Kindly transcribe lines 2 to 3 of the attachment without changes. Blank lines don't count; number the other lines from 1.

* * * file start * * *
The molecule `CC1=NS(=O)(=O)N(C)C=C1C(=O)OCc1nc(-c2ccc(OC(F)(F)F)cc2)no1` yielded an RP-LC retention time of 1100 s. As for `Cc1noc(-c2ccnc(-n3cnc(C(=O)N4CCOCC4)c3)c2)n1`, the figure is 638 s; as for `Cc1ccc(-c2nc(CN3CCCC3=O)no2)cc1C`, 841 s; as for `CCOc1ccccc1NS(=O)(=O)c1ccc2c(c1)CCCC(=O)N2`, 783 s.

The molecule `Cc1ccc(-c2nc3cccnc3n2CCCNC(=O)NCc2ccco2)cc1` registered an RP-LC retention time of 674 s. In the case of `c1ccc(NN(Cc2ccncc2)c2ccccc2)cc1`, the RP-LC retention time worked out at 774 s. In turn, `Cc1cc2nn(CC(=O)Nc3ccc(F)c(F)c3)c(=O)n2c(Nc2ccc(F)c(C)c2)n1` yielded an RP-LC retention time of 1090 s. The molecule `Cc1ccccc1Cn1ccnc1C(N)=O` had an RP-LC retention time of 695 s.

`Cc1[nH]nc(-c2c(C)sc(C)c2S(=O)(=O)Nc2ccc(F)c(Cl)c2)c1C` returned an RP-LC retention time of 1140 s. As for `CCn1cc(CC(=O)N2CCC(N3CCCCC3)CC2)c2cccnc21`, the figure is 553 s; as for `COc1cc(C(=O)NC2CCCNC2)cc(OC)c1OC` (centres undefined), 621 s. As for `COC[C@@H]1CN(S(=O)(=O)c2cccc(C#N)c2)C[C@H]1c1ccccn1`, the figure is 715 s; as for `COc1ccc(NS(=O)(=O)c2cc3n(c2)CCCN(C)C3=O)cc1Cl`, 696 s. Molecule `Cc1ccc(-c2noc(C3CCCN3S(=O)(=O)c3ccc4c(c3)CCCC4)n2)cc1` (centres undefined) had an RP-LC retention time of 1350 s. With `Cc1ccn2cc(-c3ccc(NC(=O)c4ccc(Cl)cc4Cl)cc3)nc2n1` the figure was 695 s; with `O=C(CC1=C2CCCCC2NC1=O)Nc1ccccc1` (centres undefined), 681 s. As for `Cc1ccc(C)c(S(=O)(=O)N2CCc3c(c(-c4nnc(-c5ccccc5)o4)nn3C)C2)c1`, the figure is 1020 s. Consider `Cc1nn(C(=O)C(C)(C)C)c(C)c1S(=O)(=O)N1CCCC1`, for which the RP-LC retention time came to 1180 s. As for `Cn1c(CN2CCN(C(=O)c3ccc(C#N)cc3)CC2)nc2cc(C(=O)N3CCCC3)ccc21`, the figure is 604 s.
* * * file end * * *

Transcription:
The molecule `Cc1ccc(-c2nc3cccnc3n2CCCNC(=O)NCc2ccco2)cc1` registered an RP-LC retention time of 674 s. In the case of `c1ccc(NN(Cc2ccncc2)c2ccccc2)cc1`, the RP-LC retention time worked out at 774 s. In turn, `Cc1cc2nn(CC(=O)Nc3ccc(F)c(F)c3)c(=O)n2c(Nc2ccc(F)c(C)c2)n1` yielded an RP-LC retention time of 1090 s. The molecule `Cc1ccccc1Cn1ccnc1C(N)=O` had an RP-LC retention time of 695 s.

`Cc1[nH]nc(-c2c(C)sc(C)c2S(=O)(=O)Nc2ccc(F)c(Cl)c2)c1C` returned an RP-LC retention time of 1140 s. As for `CCn1cc(CC(=O)N2CCC(N3CCCCC3)CC2)c2cccnc21`, the figure is 553 s; as for `COc1cc(C(=O)NC2CCCNC2)cc(OC)c1OC` (centres undefined), 621 s. As for `COC[C@@H]1CN(S(=O)(=O)c2cccc(C#N)c2)C[C@H]1c1ccccn1`, the figure is 715 s; as for `COc1ccc(NS(=O)(=O)c2cc3n(c2)CCCN(C)C3=O)cc1Cl`, 696 s. Molecule `Cc1ccc(-c2noc(C3CCCN3S(=O)(=O)c3ccc4c(c3)CCCC4)n2)cc1` (centres undefined) had an RP-LC retention time of 1350 s. With `Cc1ccn2cc(-c3ccc(NC(=O)c4ccc(Cl)cc4Cl)cc3)nc2n1` the figure was 695 s; with `O=C(CC1=C2CCCCC2NC1=O)Nc1ccccc1` (centres undefined), 681 s. As for `Cc1ccc(C)c(S(=O)(=O)N2CCc3c(c(-c4nnc(-c5ccccc5)o4)nn3C)C2)c1`, the figure is 1020 s. Consider `Cc1nn(C(=O)C(C)(C)C)c(C)c1S(=O)(=O)N1CCCC1`, for which the RP-LC retention time came to 1180 s. As for `Cn1c(CN2CCN(C(=O)c3ccc(C#N)cc3)CC2)nc2cc(C(=O)N3CCCC3)ccc21`, the figure is 604 s.